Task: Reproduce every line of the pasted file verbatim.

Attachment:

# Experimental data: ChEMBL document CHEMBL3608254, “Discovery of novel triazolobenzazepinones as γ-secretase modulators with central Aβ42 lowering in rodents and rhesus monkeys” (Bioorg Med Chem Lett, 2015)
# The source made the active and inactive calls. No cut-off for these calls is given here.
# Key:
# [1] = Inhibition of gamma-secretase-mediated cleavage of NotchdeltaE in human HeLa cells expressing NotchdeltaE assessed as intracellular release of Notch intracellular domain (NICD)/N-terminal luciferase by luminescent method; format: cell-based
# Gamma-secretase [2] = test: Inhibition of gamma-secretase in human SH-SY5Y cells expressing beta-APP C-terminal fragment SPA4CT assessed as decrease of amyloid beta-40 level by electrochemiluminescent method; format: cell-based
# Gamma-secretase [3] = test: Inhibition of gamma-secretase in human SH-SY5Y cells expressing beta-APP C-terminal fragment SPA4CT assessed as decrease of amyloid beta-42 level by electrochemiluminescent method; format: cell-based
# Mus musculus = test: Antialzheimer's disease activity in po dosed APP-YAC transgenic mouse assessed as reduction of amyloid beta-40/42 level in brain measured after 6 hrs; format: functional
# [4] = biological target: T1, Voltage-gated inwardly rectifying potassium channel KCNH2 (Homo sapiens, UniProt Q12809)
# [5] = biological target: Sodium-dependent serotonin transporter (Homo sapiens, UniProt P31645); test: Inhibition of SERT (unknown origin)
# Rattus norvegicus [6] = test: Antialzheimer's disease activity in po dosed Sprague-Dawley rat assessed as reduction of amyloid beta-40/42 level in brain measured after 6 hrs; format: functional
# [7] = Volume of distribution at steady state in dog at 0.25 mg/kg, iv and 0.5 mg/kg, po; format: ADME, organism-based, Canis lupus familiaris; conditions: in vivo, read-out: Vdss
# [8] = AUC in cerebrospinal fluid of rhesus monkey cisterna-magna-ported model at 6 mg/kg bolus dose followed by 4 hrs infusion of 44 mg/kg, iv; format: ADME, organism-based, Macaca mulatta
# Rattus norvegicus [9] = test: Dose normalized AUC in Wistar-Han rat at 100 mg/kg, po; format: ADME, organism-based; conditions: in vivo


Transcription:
# Experimental data: ChEMBL document CHEMBL3608254, “Discovery of novel triazolobenzazepinones as γ-secretase modulators with central Aβ42 lowering in rodents and rhesus monkeys” (Bioorg Med Chem Lett, 2015)
# The source made the active and inactive calls. No cut-off for these calls is given here.
# Key:
# [1] = Inhibition of gamma-secretase-mediated cleavage of NotchdeltaE in human HeLa cells expressing NotchdeltaE assessed as intracellular release of Notch intracellular domain (NICD)/N-terminal luciferase by luminescent method; format: cell-based
# Gamma-secretase [2] = test: Inhibition of gamma-secretase in human SH-SY5Y cells expressing beta-APP C-terminal fragment SPA4CT assessed as decrease of amyloid beta-40 level by electrochemiluminescent method; format: cell-based
# Gamma-secretase [3] = test: Inhibition of gamma-secretase in human SH-SY5Y cells expressing beta-APP C-terminal fragment SPA4CT assessed as decrease of amyloid beta-42 level by electrochemiluminescent method; format: cell-based
# Mus musculus = test: Antialzheimer's disease activity in po dosed APP-YAC transgenic mouse assessed as reduction of amyloid beta-40/42 level in brain measured after 6 hrs; format: functional
# [4] = biological target: T1, Voltage-gated inwardly rectifying potassium channel KCNH2 (Homo sapiens, UniProt Q12809)
# [5] = biological target: Sodium-dependent serotonin transporter (Homo sapiens, UniProt P31645); test: Inhibition of SERT (unknown origin)
# Rattus norvegicus [6] = test: Antialzheimer's disease activity in po dosed Sprague-Dawley rat assessed as reduction of amyloid beta-40/42 level in brain measured after 6 hrs; format: functional
# [7] = Volume of distribution at steady state in dog at 0.25 mg/kg, iv and 0.5 mg/kg, po; format: ADME, organism-based, Canis lupus familiaris; conditions: in vivo, read-out: Vdss
# [8] = AUC in cerebrospinal fluid of rhesus monkey cisterna-magna-ported model at 6 mg/kg bolus dose followed by 4 hrs infusion of 44 mg/kg, iv; format: ADME, organism-based, Macaca mulatta
# Rattus norvegicus [9] = test: Dose normalized AUC in Wistar-Han rat at 100 mg/kg, po; format: ADME, organism-based; conditions: in vivo